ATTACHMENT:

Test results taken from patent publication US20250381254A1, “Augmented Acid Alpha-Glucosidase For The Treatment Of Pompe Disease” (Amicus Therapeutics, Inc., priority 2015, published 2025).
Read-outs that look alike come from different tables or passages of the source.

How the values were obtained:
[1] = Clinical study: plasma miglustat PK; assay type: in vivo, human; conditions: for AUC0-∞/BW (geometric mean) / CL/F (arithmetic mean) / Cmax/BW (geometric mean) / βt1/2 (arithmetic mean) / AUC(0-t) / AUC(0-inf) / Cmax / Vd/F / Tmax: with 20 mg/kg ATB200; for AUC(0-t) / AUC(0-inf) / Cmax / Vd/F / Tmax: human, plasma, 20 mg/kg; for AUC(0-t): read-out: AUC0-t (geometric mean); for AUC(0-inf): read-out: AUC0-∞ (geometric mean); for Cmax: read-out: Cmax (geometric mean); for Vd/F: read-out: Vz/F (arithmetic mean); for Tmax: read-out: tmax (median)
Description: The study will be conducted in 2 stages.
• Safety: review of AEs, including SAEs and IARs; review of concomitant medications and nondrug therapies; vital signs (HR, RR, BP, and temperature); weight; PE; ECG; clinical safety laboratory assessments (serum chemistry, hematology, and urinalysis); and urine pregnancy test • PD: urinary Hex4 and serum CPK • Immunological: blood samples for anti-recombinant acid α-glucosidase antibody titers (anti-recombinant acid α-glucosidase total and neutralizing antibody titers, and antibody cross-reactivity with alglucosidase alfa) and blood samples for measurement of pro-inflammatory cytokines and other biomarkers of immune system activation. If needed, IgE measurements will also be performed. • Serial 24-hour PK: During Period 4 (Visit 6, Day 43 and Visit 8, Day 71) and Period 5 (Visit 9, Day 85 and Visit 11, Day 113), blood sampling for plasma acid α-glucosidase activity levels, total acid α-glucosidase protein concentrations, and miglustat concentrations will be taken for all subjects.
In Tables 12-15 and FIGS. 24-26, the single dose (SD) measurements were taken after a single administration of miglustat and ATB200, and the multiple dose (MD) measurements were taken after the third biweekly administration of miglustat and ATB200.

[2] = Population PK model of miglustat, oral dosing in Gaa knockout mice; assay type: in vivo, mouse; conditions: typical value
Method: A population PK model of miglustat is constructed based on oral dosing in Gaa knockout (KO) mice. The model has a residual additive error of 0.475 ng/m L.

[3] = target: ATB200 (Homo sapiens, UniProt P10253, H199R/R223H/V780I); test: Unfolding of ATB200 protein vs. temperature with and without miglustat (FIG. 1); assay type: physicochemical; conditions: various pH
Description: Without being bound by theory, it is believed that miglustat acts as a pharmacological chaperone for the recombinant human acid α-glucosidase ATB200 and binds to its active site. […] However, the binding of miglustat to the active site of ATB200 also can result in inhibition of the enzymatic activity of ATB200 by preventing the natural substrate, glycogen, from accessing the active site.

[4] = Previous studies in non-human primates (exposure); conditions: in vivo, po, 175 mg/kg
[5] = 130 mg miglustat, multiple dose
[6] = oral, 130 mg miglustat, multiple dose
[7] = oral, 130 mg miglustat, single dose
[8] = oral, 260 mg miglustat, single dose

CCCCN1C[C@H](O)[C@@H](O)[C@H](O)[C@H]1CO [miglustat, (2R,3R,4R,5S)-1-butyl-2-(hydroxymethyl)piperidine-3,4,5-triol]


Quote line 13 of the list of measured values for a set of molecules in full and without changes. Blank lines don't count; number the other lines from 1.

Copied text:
[5] = 130 mg miglustat, multiple dose